Local Search Sponsored

How Long Does It Take to Rank Locally?

Image courtesy of Unsplash

Ranking locally used to be a lot easier than it is today. All you needed was a good website, some on-page optimization, and a listing in the local business directories. But with the advent of Google’s Pigeon update in 2014, things changed dramatically.

To rank locally, you need to have an optimized website and directory listing, citations from high-quality websites – basically a plethora of requirements. And you may also need a localized rank tracking service, or else you won’t make heads and tails of the impact of your SEO efforts.

Meanwhile, a question that often unites most local business owners is “how long will it take to rank locally?” It depends – not what you were expecting, but that’s how things work.

If you’re after a rough estimate, though, it might take three to six months for your ranking to increase. Essentially, this is a ballpark figure, and the actual time can vary widely. Let’s examine some factors impacting local SEO, including the duration it might take for a business to rank.

1. Your Budget

In the SEO world, money talks, and surprisingly, quite loudly. Simply put, how much you’re willing to spend on your local SEO efforts will directly affect how long it takes to see results. If you’re working with a shoestring budget, you’ll need to be patient as it may take longer to rank than if you had more money to invest.

On the other hand, if you’re willing to spend a little more, you can speed up the process by paying for directory listings or Google AdWords. While this doesn’t guarantee you’ll rank first, it can increase your chances. Similarly, your budget impacts SEO in several other ways, including:

  • The volume of content you can generate (blog or guest posts, press releases, location pages, and more).
  • How quickly you can get high-quality citations?
  • How many staff members can you assign to work on optimizing your website and other digital properties?
  • The length of your pages.

As you can see, the more effort and cash you can allocate to scaling your SEO efforts, the faster you might see results. In short, budget is a significant factor impacting the duration it takes to rank.

2. Your Industry and Competition

If you’re in a highly competitive industry, it will take longer to rank than in a less competitive one. After all, if it were easy to rank, everyone would be doing it, and competition would be non-existent.

The key here is to focus on less competitive long-tail keywords with lower search volume. Once you’ve managed to rank for these, you can start targeting more competitive keywords.

Also, consider the number of businesses vying for the same keyword in your city or town. For example, if you’re trying to rank for “pizza delivery,” you’ll have to contend with all the other pizza places in your area also targeting this keyword. As such, you may need to change tact to deal with the rugged terrain. This may imply investing more into your SEO efforts. Otherwise, it will take longer to rank.

Consult an SEO expert to get a feel for your market, including your competition, the phrases they’re ranking for, and their general SEO strategy. This will give you a good idea of where you should focus your attention and how much time, effort, and money it will take to establish your footing.

3. Your Website’s Age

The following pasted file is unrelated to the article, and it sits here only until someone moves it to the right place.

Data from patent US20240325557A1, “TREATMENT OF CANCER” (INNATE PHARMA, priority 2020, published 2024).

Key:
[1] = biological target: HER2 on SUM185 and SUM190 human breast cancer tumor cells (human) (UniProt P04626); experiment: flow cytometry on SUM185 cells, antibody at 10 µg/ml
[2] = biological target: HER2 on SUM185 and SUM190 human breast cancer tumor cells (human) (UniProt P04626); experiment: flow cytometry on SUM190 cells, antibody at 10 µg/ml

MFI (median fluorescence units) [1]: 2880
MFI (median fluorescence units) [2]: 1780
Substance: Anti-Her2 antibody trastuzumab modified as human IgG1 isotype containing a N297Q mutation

How old is your website? If it’s brand new, it will take longer to rank than if it’s been around for a while. Google looks at a domain’s age when determining how to rank it. All else being equal, an older domain will rank higher than a newer one.

An older domain has had more time to build trust and authority with Google. Plus, the website’s owners have had ample time to generate backlinks – two key ranking factors. Also, older businesses will have created more pages compared to a startup. Thus, they have more opportunities to rank for various keywords.

But this doesn’t mean you shouldn’t bother optimizing a new website. On the contrary, ensure your site is as SEO-friendly as possible from day one. Generally, a new website might take a bit longer to rank, say three months.

Interestingly, if your new business isn’t operating in a competitive area, it can rank high faster – if you do your homework. This may entail researching for gaps in the market. And once you establish what’s missing and work hard to plug the gap, you can speed up the ranking process.

4. The Size of Your City or Town

It’s easier to rank in a smaller city or town as opposed to a larger metropolitan area. That’s because there’s less competition. For example, if you’re trying to rank in New York City, you’ll have a lot more difficulty than if you were trying to do so in Albany.

In a city with more than 500,000 people, your website can take roughly 90-120 days to gain keyword momentum. But if you operate in a town with a lower population, your ranking can increase in as little as 90 days.

5. Manual Penalties Imposed by Search Engines

If you’ve been engaging in black hat SEO tactics, you may receive a manual penalty from Google. This can set you back and will take some time to recover from.

A manual penalty is when Google’s webspam team specifically targets your website and hand-deliver a penalty. This contrasts with an algorithmic penalty resulting from a change in the Google algorithm. In both cases, your rankings will take a hit.

If you have been slapped with a manual penalty, experts note that you’ll have to wait between three and six months to rank again. That said, you may request Google to remove the penalty after ‘cleaning up your act’ – removing flagged content.

We’ve only tackled a few variables affecting the duration it takes to rank locally. That aside, there is no magic formula for success. It takes dedication, lots of effort, time, and a bit of luck. But if you’re persistent, your website could be on its way to ranking better locally.

About the author


Usama Guest